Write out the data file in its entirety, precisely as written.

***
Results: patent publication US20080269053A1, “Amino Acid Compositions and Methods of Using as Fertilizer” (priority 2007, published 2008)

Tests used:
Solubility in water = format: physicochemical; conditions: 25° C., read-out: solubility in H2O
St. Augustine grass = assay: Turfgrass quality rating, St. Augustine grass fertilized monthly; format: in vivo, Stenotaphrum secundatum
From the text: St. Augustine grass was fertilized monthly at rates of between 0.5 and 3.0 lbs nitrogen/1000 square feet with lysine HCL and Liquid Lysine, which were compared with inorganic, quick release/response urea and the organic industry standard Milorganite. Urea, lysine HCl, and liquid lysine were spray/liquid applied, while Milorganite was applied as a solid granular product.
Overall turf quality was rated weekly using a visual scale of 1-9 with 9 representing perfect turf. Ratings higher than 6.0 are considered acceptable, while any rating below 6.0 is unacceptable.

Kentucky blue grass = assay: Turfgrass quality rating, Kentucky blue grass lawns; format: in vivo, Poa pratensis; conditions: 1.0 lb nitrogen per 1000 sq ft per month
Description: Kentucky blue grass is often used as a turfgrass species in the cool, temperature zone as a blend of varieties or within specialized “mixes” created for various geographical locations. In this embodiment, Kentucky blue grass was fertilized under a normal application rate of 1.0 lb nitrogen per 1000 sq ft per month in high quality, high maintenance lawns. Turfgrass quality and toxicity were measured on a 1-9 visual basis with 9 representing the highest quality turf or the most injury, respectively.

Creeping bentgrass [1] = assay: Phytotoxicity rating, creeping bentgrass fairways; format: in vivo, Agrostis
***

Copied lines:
Results: patent publication US20080269053A1, “Amino Acid Compositions and Methods of Using as Fertilizer” (priority 2007, published 2008)

Tests used:
Solubility in water = format: physicochemical; conditions: 25° C., read-out: solubility in H2O
St. Augustine grass = assay: Turfgrass quality rating, St. Augustine grass fertilized monthly; format: in vivo, Stenotaphrum secundatum
From the text: St. Augustine grass was fertilized monthly at rates of between 0.5 and 3.0 lbs nitrogen/1000 square feet with lysine HCL and Liquid Lysine, which were compared with inorganic, quick release/response urea and the organic industry standard Milorganite. Urea, lysine HCl, and liquid lysine were spray/liquid applied, while Milorganite was applied as a solid granular product.
Overall turf quality was rated weekly using a visual scale of 1-9 with 9 representing perfect turf. Ratings higher than 6.0 are considered acceptable, while any rating below 6.0 is unacceptable.

Kentucky blue grass = assay: Turfgrass quality rating, Kentucky blue grass lawns; format: in vivo, Poa pratensis; conditions: 1.0 lb nitrogen per 1000 sq ft per month
Description: Kentucky blue grass is often used as a turfgrass species in the cool, temperature zone as a blend of varieties or within specialized “mixes” created for various geographical locations. In this embodiment, Kentucky blue grass was fertilized under a normal application rate of 1.0 lb nitrogen per 1000 sq ft per month in high quality, high maintenance lawns. Turfgrass quality and toxicity were measured on a 1-9 visual basis with 9 representing the highest quality turf or the most injury, respectively.

Creeping bentgrass [1] = assay: Phytotoxicity rating, creeping bentgrass fairways; format: in vivo, Agrostis